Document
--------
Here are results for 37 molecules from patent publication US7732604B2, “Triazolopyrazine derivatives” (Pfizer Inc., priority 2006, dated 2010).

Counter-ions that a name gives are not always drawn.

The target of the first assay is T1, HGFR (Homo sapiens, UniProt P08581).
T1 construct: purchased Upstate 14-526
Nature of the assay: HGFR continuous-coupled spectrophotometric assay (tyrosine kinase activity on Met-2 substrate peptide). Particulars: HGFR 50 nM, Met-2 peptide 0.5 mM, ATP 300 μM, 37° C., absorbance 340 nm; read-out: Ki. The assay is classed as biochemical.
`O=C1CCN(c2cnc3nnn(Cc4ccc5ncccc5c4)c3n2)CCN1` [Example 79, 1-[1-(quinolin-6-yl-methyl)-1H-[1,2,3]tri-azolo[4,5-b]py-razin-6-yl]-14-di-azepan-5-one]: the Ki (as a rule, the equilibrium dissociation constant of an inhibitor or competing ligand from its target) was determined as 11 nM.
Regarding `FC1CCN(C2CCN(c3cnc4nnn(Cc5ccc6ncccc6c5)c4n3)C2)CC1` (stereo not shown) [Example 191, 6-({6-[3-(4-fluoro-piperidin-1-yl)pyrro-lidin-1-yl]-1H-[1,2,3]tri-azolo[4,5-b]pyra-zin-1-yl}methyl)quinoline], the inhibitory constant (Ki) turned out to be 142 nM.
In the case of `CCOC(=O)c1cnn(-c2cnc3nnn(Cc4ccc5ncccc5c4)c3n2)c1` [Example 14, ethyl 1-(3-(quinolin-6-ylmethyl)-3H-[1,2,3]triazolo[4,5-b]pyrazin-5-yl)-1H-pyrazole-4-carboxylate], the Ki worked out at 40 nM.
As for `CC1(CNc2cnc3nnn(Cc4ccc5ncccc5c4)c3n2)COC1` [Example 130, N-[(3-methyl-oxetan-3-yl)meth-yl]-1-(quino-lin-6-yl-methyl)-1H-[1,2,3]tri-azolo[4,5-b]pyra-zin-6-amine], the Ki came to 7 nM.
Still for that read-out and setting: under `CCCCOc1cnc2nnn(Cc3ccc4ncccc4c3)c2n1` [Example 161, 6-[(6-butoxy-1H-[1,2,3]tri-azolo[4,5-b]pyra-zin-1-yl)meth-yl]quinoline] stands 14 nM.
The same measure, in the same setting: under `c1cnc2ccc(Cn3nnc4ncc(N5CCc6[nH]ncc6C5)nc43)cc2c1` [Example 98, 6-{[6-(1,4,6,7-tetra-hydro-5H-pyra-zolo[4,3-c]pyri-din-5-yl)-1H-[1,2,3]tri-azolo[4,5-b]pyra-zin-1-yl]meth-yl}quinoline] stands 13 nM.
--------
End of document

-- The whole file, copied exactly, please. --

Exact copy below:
Here are results for 37 molecules from patent publication US7732604B2, “Triazolopyrazine derivatives” (Pfizer Inc., priority 2006, dated 2010).

Counter-ions that a name gives are not always drawn.

The target of the first assay is T1, HGFR (Homo sapiens, UniProt P08581).
T1 construct: purchased Upstate 14-526
Nature of the assay: HGFR continuous-coupled spectrophotometric assay (tyrosine kinase activity on Met-2 substrate peptide). Particulars: HGFR 50 nM, Met-2 peptide 0.5 mM, ATP 300 μM, 37° C., absorbance 340 nm; read-out: Ki. The assay is classed as biochemical.
`O=C1CCN(c2cnc3nnn(Cc4ccc5ncccc5c4)c3n2)CCN1` [Example 79, 1-[1-(quinolin-6-yl-methyl)-1H-[1,2,3]tri-azolo[4,5-b]py-razin-6-yl]-14-di-azepan-5-one]: the Ki (as a rule, the equilibrium dissociation constant of an inhibitor or competing ligand from its target) was determined as 11 nM.
Regarding `FC1CCN(C2CCN(c3cnc4nnn(Cc5ccc6ncccc6c5)c4n3)C2)CC1` (stereo not shown) [Example 191, 6-({6-[3-(4-fluoro-piperidin-1-yl)pyrro-lidin-1-yl]-1H-[1,2,3]tri-azolo[4,5-b]pyra-zin-1-yl}methyl)quinoline], the inhibitory constant (Ki) turned out to be 142 nM.
In the case of `CCOC(=O)c1cnn(-c2cnc3nnn(Cc4ccc5ncccc5c4)c3n2)c1` [Example 14, ethyl 1-(3-(quinolin-6-ylmethyl)-3H-[1,2,3]triazolo[4,5-b]pyrazin-5-yl)-1H-pyrazole-4-carboxylate], the Ki worked out at 40 nM.
As for `CC1(CNc2cnc3nnn(Cc4ccc5ncccc5c4)c3n2)COC1` [Example 130, N-[(3-methyl-oxetan-3-yl)meth-yl]-1-(quino-lin-6-yl-methyl)-1H-[1,2,3]tri-azolo[4,5-b]pyra-zin-6-amine], the Ki came to 7 nM.
Still for that read-out and setting: under `CCCCOc1cnc2nnn(Cc3ccc4ncccc4c3)c2n1` [Example 161, 6-[(6-butoxy-1H-[1,2,3]tri-azolo[4,5-b]pyra-zin-1-yl)meth-yl]quinoline] stands 14 nM.
The same measure, in the same setting: under `c1cnc2ccc(Cn3nnc4ncc(N5CCc6[nH]ncc6C5)nc43)cc2c1` [Example 98, 6-{[6-(1,4,6,7-tetra-hydro-5H-pyra-zolo[4,3-c]pyri-din-5-yl)-1H-[1,2,3]tri-azolo[4,5-b]pyra-zin-1-yl]meth-yl}quinoline] stands 13 nM.